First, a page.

The Choice Pantry enables people to “shop” through a food selection process, much like they would in a grocery store, rather than receiving pre-packaged bags. The Choice Pantry creates a dignified experience that encourages the selection of healthy foods.
Innovative Program: Choice Pantry
Food Bank: Food For People (Humboldt County)
Program Goal: To create a comfortable, familiar, and dignified shopping experience similar to what people experience in a retail grocery store, and to encourage healthy food choices.
Program Description: Food for People switched to a Choice Pantry model of food distribution beginning October of 2009. Up until then, Food for People operated like most traditional food pantries, providing clients with pre-packaged food boxes holding a predetermined allotment of items. In contrast, and as the name suggests, choice pantries allow a certain level of selection regarding what food items clients, or shoppers, receive. They are often also referred to as “supermarket-style pantries” because they are designed to mirror a more traditional shopping experience. Choice pantries typically have shelving units similar to what one would see in a grocery store, shopping carts that can be maneuvered through the shopping area and a checkout system that closely resembles the checkout aisle at a grocery store.
Whitney, a Shoppers' Helper with Food for People, Inc, works with a client.
Food for People’s Choice Pantry starts with an intake interview that determines household size and dietary needs. The customer then receives a personalized Shopping Guide and starts the shopping process.
In place of money, customers are allocated points according to The Rainbow of Choice Point System. Points are allotted based on household size. Each donated or purchased food item on the Choice Pantry shelves is one point. The number of points allocated to a household in each food group depends on current supply and demand of the products in the pantry. USDA commodities do not have points, and are instead allocated according to USDA rules for household size. Fresh fruits and vegetables are allocated as number of bags one can fill up in each category, which is adjusted daily and seasonally depending on supply. Foods are grouped into color-coded categories (e.g., dairy, fruits, vegetables, grains, protein, combination, miscellaneous) based on the USDA MyPlate Food Guidance System.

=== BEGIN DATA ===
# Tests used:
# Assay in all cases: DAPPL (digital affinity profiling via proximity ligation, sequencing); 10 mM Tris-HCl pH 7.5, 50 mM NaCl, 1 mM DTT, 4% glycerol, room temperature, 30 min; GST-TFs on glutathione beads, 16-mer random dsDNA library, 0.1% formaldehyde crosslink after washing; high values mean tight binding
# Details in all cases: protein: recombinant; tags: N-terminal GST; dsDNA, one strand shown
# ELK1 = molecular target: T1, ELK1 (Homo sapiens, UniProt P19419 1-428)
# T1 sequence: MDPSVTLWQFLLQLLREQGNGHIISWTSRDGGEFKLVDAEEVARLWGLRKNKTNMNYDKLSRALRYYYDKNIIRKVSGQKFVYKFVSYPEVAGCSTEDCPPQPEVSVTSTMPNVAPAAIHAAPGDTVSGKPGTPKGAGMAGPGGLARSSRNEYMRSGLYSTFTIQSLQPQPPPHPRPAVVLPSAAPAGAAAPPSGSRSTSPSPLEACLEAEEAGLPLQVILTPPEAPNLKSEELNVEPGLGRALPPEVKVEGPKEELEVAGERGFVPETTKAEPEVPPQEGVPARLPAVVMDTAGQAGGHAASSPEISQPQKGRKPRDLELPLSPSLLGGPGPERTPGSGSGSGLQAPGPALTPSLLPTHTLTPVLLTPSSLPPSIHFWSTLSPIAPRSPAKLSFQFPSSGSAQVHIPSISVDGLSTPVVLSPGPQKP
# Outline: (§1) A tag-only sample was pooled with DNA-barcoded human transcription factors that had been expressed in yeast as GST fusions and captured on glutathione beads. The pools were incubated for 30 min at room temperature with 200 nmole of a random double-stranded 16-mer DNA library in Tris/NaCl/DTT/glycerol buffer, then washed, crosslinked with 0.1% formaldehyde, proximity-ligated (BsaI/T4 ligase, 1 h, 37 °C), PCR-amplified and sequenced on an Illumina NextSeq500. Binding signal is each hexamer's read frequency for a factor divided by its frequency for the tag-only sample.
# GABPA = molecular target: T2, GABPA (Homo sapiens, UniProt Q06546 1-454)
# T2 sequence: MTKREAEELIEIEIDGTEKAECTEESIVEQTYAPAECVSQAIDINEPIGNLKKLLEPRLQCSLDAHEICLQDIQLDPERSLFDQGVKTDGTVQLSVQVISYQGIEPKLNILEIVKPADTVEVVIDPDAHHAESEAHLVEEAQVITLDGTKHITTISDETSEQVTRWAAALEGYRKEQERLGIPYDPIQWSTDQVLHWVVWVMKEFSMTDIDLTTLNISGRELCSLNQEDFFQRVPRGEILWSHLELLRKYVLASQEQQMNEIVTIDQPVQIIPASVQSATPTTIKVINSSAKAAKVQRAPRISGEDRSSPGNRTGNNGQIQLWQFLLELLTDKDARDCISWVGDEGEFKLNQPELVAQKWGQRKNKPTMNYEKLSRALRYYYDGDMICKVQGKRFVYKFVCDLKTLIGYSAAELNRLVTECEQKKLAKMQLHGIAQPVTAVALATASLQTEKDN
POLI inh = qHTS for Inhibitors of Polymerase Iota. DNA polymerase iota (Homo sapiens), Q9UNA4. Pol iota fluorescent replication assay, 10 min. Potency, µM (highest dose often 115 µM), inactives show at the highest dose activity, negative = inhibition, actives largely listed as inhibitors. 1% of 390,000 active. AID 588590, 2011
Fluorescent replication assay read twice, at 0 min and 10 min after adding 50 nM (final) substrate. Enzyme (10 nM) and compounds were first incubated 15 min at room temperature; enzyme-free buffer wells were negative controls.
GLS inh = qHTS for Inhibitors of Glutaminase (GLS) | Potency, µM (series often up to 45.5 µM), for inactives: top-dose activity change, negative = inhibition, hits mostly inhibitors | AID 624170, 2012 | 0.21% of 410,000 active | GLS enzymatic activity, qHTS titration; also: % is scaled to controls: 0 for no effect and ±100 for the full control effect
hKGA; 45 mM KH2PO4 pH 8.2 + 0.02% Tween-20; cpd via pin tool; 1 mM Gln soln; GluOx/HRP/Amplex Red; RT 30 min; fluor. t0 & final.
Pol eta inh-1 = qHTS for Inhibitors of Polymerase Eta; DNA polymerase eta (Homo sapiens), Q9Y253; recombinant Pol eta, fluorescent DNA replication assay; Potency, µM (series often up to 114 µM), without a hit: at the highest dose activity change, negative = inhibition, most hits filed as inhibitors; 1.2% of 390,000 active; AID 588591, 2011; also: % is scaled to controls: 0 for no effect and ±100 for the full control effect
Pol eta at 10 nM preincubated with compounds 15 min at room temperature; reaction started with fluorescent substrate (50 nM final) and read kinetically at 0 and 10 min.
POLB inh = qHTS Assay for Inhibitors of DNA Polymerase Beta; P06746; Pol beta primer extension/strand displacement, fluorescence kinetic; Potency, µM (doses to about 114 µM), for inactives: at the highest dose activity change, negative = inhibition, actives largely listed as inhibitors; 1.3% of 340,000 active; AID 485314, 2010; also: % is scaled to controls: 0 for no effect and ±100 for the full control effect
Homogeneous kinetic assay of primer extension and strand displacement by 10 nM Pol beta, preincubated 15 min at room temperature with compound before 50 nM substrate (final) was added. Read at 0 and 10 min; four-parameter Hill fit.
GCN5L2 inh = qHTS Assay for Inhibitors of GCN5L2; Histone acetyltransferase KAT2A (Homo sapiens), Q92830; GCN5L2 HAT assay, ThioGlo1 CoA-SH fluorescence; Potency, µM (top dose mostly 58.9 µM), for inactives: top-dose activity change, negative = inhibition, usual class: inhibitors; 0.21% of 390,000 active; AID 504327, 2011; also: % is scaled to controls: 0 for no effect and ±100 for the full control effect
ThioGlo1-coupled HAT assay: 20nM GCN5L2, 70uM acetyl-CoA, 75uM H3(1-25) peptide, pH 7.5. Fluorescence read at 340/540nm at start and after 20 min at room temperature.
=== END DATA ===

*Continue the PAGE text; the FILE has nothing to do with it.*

The use of the color-coding of the food groups is intended to reinforce healthy eating and encourage eating from a variety of food groups. This point system also creates rewarding opportunities for food bank volunteers to learn and promote key nutrition concepts.
Benefits: There are many benefits to transitioning to a Choice Pantry system, including:
- Increased respect: Offering clients a variety of choice provides a more meaningful service that allows shoppers to tailor their selections based on preferences and cultural or dietary needs.
- Increased dignity: An atmosphere of participation and choice lends dignity to a process that is difficult and humbling for many of our neighbors and friends.
- Refined means of food acquisition: Tracking which food items are in highest demand and which items are left on the shelf helps Food for People to adjust USDA commodity orders and focus food drives accordingly.
- Increased efficiency: Shoppers leave only with what they have chosen. This creates a more efficient use of limited food resources that will not be wasted or given away.
- A shopping experience based on balanced nutrition: The Rainbow of Choice point system teaches shoppers about nutrition as they make selections for an appropriate balance of foods from each food group.
- Increased opportunity for nutrition education: Cooking demonstrations, taste tests and free recipe cards featuring available fresh produce and Choice Pantry shelf items introduce shoppers to healthy ideas and cooking tips for good nutrition
Deborah Waxman, M.A. Director of Programs
Food for People, Inc.
307 W. 14th Street
Eureka, CA 95501